15 STANDARD: SD Card Slot
As advanced as cars can be today, some manufacturers appear to be a few years behind in technology. The fact that numerous cars still have an SD card slot proves this fact. For a time, SD cards were used constantly for smartphones and other devices to carry data. Cars used them mostly for their radios and for connecting to phones, as well. The issue is that SD cards have fallen in popularity thanks to technological advances that make them pretty unnecessary. Most people don’t even use them, as phones have much better ways of holding data. For new cars to continue to use these as a standard feature is just silly.
14 OPTIONAL: Automatic Emergency Braking
This has become a rising optional feature for several new car models and it’s a great one. Thanks to advances in technology, a driver no longer has to be ultra-alert for any sudden obstacles, which can range from another car to an animal running onto the road. Instead, the car’s sensors are able to detect such an obstacle and will brake for it automatically. True, there can be the risk of a system that can react too well and jerk the driver about. However, the benefits outweigh that, as even a smart driver can appreciate not having to worry as much about being able to stop in time.
13 STANDARD: CD Player
Some drivers may still prefer being “old-school” and using CDs to listen to music. However, in today’s world, the vast majority of folks use other listening devices. Yet, somehow, many cars still come out with a CD player built in from the factory. True, they’ve finally given up on cassette players but CDs look to be going the way of the dodo, thanks to folks preferring online entertainment. A few newer models are smart enough to have their built-in wireless entertainment, which people prefer. Yet, it’s amazing that, in 2019, car companies still think wasting space on a CD player is a must-have feature for modern drivers.
12 OPTIONAL: Tire Pressure Monitor
Too often, drivers make the mistake of ignoring their tires until they realize they’re going flat. Keeping up the air pressure should be a must and yet it’s sometimes hard to tell if a tire is losing air or is actually fine. Putting in too much air can be just as damaging as too little, also. That’s why a pressure monitor is such a great option to use. It can keep a constant eye on the tires and let the driver know if it requires just a bit of air or is undergoing a slow leak. It can spare the driver the need for a sudden replacement and the hassle of a roadside tire change.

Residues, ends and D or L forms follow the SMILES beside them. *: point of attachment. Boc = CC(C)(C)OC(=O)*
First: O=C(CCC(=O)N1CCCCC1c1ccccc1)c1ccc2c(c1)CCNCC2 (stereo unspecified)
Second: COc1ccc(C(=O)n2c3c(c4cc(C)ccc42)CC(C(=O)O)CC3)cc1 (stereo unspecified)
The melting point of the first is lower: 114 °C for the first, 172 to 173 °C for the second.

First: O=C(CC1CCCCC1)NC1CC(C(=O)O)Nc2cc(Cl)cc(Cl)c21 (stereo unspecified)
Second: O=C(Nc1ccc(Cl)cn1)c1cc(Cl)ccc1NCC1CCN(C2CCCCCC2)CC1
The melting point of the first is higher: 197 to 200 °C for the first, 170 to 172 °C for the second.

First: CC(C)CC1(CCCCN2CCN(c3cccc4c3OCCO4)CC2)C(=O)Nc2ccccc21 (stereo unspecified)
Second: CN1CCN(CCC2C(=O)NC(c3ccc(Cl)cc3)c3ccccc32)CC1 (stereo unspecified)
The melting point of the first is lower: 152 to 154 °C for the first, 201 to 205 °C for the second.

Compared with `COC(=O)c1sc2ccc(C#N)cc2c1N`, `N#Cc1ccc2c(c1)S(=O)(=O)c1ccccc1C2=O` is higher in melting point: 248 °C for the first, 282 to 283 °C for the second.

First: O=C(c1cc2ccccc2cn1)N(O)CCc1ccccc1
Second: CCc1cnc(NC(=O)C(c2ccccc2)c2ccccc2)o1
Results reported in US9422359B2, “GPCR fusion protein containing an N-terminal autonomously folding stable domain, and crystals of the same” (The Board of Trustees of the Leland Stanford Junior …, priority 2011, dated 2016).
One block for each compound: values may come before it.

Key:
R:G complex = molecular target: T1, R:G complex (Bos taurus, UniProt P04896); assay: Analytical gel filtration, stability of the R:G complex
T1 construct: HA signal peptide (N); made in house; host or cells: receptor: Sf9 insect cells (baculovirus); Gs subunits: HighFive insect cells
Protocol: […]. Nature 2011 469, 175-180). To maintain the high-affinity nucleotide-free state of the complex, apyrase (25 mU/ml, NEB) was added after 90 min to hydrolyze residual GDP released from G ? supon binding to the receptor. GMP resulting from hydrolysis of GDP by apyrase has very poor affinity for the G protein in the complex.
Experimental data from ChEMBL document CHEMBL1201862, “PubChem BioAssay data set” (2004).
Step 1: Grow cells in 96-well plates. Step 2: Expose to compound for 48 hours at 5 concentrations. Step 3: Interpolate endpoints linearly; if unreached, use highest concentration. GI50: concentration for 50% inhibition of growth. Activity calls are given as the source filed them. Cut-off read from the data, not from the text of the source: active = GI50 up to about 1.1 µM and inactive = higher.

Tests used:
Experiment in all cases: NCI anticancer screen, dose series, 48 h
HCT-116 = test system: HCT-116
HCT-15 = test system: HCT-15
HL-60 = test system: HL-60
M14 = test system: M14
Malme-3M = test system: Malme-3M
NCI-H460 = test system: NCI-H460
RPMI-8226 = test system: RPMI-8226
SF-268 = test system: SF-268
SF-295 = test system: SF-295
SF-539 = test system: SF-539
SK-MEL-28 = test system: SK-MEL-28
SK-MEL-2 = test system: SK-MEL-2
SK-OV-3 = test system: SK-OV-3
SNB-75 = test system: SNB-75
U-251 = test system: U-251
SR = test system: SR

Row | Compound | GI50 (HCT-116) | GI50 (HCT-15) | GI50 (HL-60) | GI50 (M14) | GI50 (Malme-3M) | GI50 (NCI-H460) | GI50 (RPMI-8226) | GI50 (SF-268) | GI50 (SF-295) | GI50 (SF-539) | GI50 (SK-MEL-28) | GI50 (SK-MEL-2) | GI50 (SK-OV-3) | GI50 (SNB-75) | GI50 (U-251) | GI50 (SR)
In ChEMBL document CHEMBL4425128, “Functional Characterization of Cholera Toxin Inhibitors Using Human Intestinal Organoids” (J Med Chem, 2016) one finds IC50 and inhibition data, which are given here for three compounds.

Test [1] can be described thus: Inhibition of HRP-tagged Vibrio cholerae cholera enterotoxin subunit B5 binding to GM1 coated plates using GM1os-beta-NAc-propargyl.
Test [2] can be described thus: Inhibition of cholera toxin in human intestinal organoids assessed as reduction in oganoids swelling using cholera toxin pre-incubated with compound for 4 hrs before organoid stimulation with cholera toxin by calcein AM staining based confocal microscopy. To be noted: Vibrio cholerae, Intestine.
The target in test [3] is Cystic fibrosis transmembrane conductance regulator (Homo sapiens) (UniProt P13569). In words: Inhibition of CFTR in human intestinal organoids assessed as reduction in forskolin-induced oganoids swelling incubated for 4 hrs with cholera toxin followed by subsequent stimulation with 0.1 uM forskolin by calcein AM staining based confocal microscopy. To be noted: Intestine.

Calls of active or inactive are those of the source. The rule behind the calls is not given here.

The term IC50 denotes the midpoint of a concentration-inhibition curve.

11 STANDARD: Electric Steering Adjustment
So many features nowadays are meant to make things easier for the driver and save them some effort. However, many drivers still prefer being “hands-on” with their driving. That includes the electric steering adjustment. The idea is to make for easier steering by having the car automatically shift the wheel to match what sensors say is the driver’s size. It then “locks” into the position it has determined should do the job well. The problem is that numerous drivers much prefer being able to adjust the wheel themselves as their personal likes are different than what the car's programming senses.
10 OPTIONAL:Multi-Zone Climate System
Whenever people go on a road trip, an argument inevitably breaks out over the car’s interior temperature. One person might be too hot and demand the AC be blasting away. Meanwhile, another feels too cold and wants the heat on—while another just wants to open the window. Thankfully, multi-zone climate systems are able to solve this problem. By putting up special vents—not just by the front seat but the rear, as well—every person in the car can have their section just as hot or cool as they’d want. It settles plenty of tiffs over the temperature and thus makes the entire drive much better, making this an option worth spending for.
9 STANDARD: AM Radio
For the most part, drivers prefer listening to music or podcasts when on the road. A few might go for news but music tends to dominate, which is why an AM radio option really isn’t needed anymore. AM happens to be less powerful a signal than FM, which means it’s harder to tune into at times. More importantly, the rise of podcasts and other listening options pretty much makes talk radio unnecessary for a drive. Most drivers will much prefer putting on their iPod or other listening device and getting what talk or news they need from that. Some might still prefer sticking to classic AM but that’s not enough to justify keeping this as a standard feature in brand new cars.
8 OPTIONAL: Temperature-Controlled Seats
It used to be that drivers and passengers would have to put up with poor seat temperatures. Whether handling seats very hot on a summer day or freezing buns in winter, it hurt a driving experience. Today, many cars offer the option of specialized temperature-controlled seats that can be made as hot or cool as the passengers want. It’s a fantastic option to make a drive more comfortable and can work in seconds. A few of the higher-end versions can be expensive and tricky to make them work, at least for some models. But it’s a great addition to bring instant comfort for a long drive in extreme temperatures.